Let me first start off this post by saying that I think Banksy is a creative genius. There is something special in his work that is worth tipping our hats to. It makes us think and question and turn over ideas in our head that we long ago cast aside like a child bored with the new toy mom bought the previous week.

With that said, I think it is ironic that in many ways he contributes to strengthening the system he rails against.

Take the following piece:

BY

“Asking for permission is like asking to keep a rock that someone just threw at your head. … They owe you.”

Translation: “Do what you want because the world owes you.

No. The world doesn’t owe us anything. Advertisers don’t owe you anything. The government doesn’t owe you anything. Rich people don’t owe you anything. Poor people don’t owe you anything, and neither does your neighbor.

In the middle of the vast cold void of space we were granted life, health and intelligence, and we often spend it sitting on a couch shoving potato chips in our face while complaining we don’t live like a Hollywood celebrity. Life alone should motivate someone to look inside themselves, be eternally grateful and then go out into the world to be the best person he could be. But instead, we’re told that someone or some thing “owes” us. It’s a poisonous seed of thought that generally just sprouts fear and envy and jealousy.

One of my best friends sent me the following email that sums it up quite well. (I’ve altered the text slightly, but he’ll understand why):

I think it’s the whole mindset that only govt can solve things … Since there is no personal responsibility, there are no personal human failings in their world because they believe only the system corrupts. Where they confuse me is that they want to add on to the system they hate.

I’d point out that when govt dominates every facet of life, you inevitably get the mess that you have in Detroit, and the people suffering are the poor, tax-paying (if there was a job available) people that they want to protect. The officials in Detroit artificially inflated wages (unions/politicians in city), they taxed heavy to “look out for the poor,” they filtered every city contract through a goverment committee that led to worse corruption — they threw money at everything — and look at Detroit now.

Talking biblically to them is difficult because belief in God forces you to acknowledge you are a sinner, which forces you to look at yourself. It’s much easier to blame the system. The reward is heaven. Jesus dies a horrible death, St. Paul dies a horrible death, 11 of the 12 apostles meet an end at human hands, and yet they didn’t “blame the system” — they kept trying to do what’s right (Jesus didn’t have to “try,” but you get my point). Even Judas took some sort of personal responsibility and threw the silver away and killed himself in shame realizing what he did. You will never get that mindset in their world.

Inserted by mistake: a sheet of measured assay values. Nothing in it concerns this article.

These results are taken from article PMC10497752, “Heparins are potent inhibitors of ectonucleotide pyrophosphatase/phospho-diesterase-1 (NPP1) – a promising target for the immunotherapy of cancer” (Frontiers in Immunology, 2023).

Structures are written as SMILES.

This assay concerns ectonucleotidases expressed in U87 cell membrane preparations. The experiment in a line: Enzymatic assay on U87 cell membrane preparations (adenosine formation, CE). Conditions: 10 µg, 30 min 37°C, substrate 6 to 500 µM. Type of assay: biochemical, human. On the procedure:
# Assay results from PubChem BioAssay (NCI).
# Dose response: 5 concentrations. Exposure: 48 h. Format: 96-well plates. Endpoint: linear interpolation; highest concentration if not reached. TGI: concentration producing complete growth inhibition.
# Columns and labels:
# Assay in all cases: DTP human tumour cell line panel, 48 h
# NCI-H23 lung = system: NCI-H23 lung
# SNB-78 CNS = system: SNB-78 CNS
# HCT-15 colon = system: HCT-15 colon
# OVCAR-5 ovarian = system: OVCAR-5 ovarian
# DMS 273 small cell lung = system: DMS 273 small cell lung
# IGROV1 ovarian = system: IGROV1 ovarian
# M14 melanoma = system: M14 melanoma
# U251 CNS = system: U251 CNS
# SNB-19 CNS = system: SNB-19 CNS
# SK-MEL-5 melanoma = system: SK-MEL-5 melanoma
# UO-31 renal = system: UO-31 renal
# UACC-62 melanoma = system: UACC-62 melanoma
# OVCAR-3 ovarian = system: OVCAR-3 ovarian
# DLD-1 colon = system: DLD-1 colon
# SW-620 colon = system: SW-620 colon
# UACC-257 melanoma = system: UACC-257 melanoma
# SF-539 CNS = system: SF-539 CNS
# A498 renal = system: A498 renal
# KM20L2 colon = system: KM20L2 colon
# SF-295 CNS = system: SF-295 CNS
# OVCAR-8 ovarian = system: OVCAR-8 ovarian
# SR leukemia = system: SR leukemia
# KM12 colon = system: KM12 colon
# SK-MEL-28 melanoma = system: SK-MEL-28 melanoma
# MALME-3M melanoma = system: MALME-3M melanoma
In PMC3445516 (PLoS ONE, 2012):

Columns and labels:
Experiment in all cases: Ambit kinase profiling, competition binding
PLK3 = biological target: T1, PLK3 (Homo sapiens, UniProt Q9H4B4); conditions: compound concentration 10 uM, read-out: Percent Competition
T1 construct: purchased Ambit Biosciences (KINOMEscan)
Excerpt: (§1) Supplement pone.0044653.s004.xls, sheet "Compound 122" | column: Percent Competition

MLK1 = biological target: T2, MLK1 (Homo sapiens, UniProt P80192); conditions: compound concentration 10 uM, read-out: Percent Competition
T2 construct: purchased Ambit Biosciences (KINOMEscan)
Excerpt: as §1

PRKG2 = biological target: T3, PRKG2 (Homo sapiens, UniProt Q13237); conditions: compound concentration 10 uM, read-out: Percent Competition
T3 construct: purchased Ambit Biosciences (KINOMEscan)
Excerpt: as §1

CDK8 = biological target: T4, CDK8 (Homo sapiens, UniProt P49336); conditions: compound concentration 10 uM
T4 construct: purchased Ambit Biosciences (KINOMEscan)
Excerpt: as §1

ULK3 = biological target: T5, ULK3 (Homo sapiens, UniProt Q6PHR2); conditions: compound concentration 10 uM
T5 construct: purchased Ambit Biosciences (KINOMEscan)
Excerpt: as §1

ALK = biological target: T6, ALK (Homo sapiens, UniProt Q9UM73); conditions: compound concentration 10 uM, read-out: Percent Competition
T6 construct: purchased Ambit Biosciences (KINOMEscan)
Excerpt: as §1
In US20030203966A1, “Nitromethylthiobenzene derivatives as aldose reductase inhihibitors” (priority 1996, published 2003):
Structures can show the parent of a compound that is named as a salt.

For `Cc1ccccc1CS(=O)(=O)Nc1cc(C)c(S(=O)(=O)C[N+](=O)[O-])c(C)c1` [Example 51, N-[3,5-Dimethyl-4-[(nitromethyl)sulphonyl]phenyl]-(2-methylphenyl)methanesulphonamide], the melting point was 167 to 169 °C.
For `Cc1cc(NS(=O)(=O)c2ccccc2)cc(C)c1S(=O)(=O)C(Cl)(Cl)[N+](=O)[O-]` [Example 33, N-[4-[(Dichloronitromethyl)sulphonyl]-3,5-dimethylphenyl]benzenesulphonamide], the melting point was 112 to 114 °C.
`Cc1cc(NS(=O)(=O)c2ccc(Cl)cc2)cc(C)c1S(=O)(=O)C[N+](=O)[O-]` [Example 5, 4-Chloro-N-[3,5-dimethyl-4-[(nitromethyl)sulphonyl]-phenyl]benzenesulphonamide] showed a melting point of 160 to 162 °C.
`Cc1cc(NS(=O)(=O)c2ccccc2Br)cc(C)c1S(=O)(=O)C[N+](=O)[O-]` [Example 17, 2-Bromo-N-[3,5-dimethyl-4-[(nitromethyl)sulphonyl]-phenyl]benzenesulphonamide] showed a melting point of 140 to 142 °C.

I’ve thought long and hard about guys like them. I think it’s a fear to fail. Doing something about your situation is riskier than blaming God for your problems. The television will always be there, but stepping out on your own is much more difficult. I may fall flat on my face for leaving a comfortable job, learning a new skill set, and establishing a new career, but I hated what the company I worked for morphed into, so instead of blaming the system I decided to do something about it. I’d have it no other way, but I have faith in God and because of that, faith in myself. I actually feel sorry for individuals who won’t see past a system and tap into their own abilities.

Again, Banksy is a creative genius, but for whatever reason he looks around him, doesn’t like what he sees, and instead of looking inward he keeps his eyes focused on the material world. He seems to assume that people do not have free will, and instead of coming up with art that unleashes what is already inside all of us, he expresses himself in ways that, in all likelihood, calcifies the human spirit.

Coupling the idea that we should be able to do whatever we want with the belief that others owe us something is an extremely dangerous thing. While Banksy’s creative talent is worth acknowledging, the effect it has on society is something that deserves much more scrutiny.

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About the Author Douglas Ernst

I'm a former Army guy who believes success comes through hard work, honesty, optimism, and perseverance. I believe seeing yourself as a victim creates a self-fulfilling prophecy. I believe in God. I'm a USC Trojan with an MA in Political Science from American University.

18 comments

    1. Jim, I definitely respect your opinion, but I don’t know how someone can look at Banksy’s work and not acknowledge that the guy has some serious talent. Even if he has an agenda — one I vehemently disagree with on most occasions — I think it’s important for me to be able to step outside my own agenda (we all have one) … so that I can see the artistry he contributes to the world wide palette.

    2. Your suggestion of a good artist to follow as an alternative to one with a “lib-socialist agenda” is an artist with a far right-winged, religious fanatic agenda? both artists are supremely talented and that shouldn’t need to be refuted. You can dislike his style but to say it’s not good art is ridiculous. Also, if you’re not stereotyping, Bankys’ agenda can be viewed from both a liberal or conservative view point or most importantly, void of a party in general. He doesn’t go about persecuting specific people through his art but rather corporations, military protocols, marketers, etc. His work does not urge us to follow a socialist agenda but it implores us to follow our own agenda, create our own change. The quote you supplied “good taste is timeless” says enough about your close mindedness. Good taste is subjective.